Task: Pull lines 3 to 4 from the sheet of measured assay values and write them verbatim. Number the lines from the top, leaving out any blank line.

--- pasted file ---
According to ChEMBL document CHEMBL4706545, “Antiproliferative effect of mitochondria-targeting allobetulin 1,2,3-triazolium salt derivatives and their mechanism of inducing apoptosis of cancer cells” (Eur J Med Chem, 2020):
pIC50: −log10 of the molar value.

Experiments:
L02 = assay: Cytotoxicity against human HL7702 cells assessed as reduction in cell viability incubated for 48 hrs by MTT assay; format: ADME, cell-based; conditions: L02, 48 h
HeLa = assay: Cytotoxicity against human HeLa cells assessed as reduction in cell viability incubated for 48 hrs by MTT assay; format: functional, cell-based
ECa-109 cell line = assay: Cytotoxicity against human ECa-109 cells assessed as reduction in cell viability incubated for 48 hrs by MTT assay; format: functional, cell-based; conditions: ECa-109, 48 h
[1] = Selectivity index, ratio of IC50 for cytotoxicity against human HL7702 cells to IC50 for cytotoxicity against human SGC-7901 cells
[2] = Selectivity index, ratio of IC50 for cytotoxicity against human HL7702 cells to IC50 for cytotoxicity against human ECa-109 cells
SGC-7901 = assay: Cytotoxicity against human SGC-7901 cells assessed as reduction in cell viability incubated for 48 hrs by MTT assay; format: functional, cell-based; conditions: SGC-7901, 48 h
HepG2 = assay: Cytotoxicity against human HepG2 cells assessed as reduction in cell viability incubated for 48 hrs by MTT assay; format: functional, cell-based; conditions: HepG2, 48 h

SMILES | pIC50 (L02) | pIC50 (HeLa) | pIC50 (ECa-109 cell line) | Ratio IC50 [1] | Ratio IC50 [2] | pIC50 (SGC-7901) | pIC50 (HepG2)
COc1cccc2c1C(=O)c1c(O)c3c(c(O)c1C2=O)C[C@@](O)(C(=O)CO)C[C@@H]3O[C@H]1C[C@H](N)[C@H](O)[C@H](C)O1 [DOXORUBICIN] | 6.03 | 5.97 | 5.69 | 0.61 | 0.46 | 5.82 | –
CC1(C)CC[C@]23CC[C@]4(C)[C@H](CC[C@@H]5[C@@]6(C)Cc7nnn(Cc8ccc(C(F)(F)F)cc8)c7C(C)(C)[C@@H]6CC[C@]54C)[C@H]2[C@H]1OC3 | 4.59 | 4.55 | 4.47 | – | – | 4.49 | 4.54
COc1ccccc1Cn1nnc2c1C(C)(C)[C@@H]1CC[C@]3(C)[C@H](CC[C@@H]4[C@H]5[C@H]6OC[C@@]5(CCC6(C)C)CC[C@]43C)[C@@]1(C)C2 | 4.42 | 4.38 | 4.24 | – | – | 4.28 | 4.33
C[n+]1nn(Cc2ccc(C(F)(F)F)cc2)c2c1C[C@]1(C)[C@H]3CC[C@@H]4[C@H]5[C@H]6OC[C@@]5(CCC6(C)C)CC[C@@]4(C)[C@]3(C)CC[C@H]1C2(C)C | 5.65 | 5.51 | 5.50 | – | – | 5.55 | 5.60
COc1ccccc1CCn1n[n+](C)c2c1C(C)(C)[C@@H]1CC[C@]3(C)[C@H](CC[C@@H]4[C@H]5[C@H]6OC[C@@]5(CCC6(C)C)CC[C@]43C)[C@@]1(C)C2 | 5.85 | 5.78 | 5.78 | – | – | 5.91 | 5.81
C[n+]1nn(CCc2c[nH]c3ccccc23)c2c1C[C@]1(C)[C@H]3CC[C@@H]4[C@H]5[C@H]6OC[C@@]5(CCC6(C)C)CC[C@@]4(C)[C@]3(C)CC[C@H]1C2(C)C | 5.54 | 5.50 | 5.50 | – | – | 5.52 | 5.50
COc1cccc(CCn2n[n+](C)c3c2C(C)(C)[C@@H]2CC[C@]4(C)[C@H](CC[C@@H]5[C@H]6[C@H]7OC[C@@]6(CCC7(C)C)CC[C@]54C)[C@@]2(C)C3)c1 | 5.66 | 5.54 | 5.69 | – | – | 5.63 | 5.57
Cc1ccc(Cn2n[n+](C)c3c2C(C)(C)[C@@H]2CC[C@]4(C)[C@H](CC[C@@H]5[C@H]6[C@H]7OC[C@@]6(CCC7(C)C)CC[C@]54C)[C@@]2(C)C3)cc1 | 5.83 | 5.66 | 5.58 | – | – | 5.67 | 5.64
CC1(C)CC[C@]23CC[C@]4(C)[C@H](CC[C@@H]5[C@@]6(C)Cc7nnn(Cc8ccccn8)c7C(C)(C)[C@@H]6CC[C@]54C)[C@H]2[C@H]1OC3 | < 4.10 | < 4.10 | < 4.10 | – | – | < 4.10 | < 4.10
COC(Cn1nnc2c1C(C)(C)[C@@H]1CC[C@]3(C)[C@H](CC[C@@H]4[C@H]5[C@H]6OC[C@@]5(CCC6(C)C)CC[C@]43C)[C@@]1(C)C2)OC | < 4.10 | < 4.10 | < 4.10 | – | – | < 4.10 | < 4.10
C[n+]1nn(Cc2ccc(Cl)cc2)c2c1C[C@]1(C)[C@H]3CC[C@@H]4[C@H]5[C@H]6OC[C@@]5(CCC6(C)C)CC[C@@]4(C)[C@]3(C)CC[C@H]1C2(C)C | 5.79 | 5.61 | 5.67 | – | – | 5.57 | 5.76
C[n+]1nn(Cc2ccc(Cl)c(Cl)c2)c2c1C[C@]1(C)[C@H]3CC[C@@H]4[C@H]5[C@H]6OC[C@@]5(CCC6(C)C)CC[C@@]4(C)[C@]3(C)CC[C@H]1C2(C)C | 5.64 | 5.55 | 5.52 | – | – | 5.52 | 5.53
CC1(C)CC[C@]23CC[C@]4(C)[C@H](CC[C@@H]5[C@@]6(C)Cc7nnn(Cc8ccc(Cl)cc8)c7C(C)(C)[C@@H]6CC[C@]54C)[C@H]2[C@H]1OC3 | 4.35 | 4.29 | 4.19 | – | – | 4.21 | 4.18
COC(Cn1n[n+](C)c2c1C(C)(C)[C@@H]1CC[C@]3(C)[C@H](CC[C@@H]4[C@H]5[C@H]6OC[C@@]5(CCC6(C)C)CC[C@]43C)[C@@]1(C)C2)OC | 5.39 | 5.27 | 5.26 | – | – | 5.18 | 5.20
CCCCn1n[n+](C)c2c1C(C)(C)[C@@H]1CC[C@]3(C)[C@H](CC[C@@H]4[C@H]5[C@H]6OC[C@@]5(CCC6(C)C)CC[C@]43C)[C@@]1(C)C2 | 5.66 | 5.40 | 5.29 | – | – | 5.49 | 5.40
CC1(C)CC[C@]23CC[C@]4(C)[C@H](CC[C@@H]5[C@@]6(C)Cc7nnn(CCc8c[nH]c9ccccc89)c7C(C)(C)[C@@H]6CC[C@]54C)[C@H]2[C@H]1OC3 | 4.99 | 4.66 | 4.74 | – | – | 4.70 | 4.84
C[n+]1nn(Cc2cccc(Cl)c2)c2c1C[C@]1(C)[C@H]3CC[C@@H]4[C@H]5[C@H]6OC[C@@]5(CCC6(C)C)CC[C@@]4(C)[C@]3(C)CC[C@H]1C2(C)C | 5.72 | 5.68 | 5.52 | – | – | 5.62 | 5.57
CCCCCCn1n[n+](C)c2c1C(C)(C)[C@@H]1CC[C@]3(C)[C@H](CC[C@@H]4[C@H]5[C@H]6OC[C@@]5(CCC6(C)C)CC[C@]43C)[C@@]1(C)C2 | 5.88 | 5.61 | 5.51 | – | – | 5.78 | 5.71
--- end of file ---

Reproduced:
Experiments:
L02 = assay: Cytotoxicity against human HL7702 cells assessed as reduction in cell viability incubated for 48 hrs by MTT assay; format: ADME, cell-based; conditions: L02, 48 h